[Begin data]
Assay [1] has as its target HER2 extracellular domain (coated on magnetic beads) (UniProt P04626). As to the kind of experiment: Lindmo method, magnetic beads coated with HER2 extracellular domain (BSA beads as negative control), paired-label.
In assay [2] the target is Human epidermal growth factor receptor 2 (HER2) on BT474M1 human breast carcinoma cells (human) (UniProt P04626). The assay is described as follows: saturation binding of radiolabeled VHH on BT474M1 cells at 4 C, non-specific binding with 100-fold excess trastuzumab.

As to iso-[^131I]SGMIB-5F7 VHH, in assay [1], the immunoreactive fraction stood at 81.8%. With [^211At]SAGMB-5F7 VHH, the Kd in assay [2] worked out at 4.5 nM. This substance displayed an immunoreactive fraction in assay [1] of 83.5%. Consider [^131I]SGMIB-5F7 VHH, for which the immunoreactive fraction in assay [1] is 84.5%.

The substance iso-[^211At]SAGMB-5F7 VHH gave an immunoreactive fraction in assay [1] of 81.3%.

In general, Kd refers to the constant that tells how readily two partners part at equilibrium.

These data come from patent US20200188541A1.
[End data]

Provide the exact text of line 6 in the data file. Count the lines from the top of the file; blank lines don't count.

These data come from patent US20200188541A1.